By ALICIA WALLACE
We are not short on opinions about Bahamas Carnival. From the announcement four years ago, it was a point of division. Between the Junkanoo vs Carnival debate and the desperate appeals from the church, the event has always been controversial and polarising.
We are divided on Carnival and its place in The Bahamas, just as we are at odds on many other issues. Some of them intersect with Carnival, and the event shines a light on them. These issues do not exist all on their own. We birth and nurture them, watching as they become looming creatures that grow out of our control. Issues like misogyny, fatphobia, and moral superiority latch themselves on to Carnival, ready for the spotlight.
Social media is still abuzz, loaded with pictures, videos and reviews of the weekend’s festivities. Carnival participants had a great time and people of all ages took their positions to observe and enjoy the road march. This became a cause for concern, even for those who do not care for the event and did not attend. When Carnival comes up, we cannot find enough reasons to be angry or “concerned”. Our primary concern should be for the safety of all participants, especially women who are targeted, attacked and then blamed for the assault. The way to address this concern is not by limiting the participation of women, but ensuring police presence, implementing a safety and behaviour policy for participants and spectators and giving men the responsibility of controlling themselves.
Women in public space
Being a woman in any space is a challenge. There is always someone or some system to tell women we do not belong, to limit our participation, or to make our experience as uncomfortable as possible. It happens at work, in schools, in churches, on the street, in the gym, in bars and anywhere else you can imagine. Why would the road march be any different?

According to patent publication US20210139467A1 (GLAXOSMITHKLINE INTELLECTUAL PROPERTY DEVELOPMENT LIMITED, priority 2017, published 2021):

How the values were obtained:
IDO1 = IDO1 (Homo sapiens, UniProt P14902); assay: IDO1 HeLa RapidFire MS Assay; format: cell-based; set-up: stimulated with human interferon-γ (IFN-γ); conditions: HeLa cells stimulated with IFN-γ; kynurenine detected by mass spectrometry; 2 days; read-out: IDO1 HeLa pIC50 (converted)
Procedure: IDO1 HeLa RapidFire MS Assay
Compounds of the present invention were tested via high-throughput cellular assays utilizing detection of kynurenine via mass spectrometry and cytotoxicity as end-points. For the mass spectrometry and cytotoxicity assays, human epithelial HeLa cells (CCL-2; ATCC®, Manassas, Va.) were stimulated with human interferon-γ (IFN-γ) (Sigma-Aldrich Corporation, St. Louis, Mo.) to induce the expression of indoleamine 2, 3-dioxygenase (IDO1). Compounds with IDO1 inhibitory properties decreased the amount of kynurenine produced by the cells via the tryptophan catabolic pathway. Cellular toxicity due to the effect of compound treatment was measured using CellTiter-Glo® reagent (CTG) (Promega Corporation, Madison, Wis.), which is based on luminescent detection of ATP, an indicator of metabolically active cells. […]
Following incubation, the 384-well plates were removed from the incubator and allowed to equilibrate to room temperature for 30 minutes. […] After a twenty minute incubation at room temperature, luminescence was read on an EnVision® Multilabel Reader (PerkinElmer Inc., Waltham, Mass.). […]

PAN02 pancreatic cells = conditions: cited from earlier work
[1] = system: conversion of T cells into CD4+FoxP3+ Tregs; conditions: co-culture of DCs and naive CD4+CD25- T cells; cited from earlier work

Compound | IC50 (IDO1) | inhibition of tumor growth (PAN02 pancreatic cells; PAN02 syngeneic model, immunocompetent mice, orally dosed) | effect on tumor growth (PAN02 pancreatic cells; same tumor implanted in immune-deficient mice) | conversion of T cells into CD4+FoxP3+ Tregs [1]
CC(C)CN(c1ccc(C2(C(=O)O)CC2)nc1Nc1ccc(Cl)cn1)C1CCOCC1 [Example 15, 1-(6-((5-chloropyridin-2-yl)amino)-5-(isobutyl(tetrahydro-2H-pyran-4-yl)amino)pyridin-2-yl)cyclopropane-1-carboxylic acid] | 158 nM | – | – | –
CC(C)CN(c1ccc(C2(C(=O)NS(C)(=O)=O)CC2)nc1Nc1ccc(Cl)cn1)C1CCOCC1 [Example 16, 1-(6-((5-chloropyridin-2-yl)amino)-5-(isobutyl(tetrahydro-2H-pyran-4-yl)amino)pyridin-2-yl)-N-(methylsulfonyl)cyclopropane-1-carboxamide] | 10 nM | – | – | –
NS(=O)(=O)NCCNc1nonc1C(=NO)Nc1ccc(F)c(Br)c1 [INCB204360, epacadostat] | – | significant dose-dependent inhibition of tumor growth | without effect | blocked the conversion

Being in the street with hundreds of other people feels safer. No woman is alone. Everyone knows what to expect during the parade. Every year, however, we are almost surprised by the comments from spectators and those viewing photos and videos on social media.
There were legs. Midriffs. Cleavage. Collarbones. Slim women. “Solid” women. Bigger-bodied women. Many people have been obsessed with the latter for days. Yes, there were rolls. Yes, there were stretch marks. There were sags and dimples too. Some of them were more beautiful than the feathers, stones and expertly made up faces. Isn’t it interesting to see what the body can do? It is too bad so many people chose to focus on body sizes and parts, seeing them as flawed. Seeing people as undeserving.
“Why she do herself like that?”
“Who tell her she look good in that?”
“Some people don’t have no shame.”
There are far too many people, of all sizes, who have heard enough terrible comments about themselves and other people to make them want to disappear. They do not want to be seen because they do not want to hear comments from hateful people.
When women show up in public space without apology, without inhibition and without a coverup, the whole world — the world that makes it hard — should celebrate her.
Instead, people work diligently to limit options for other people, and make the world a smaller place based on their own levels of comfort. People are fragile, jealous, and failing to deal with their suppressed sexualities. No wonder they are so bothered about the people who either do not have these issues or are able put them aside for a weekend or a day as they enjoy Carnival. It must be a sad life for those who watch other people live, then complain about it or laugh at them in attempts to ease their own pain.
Holier than thou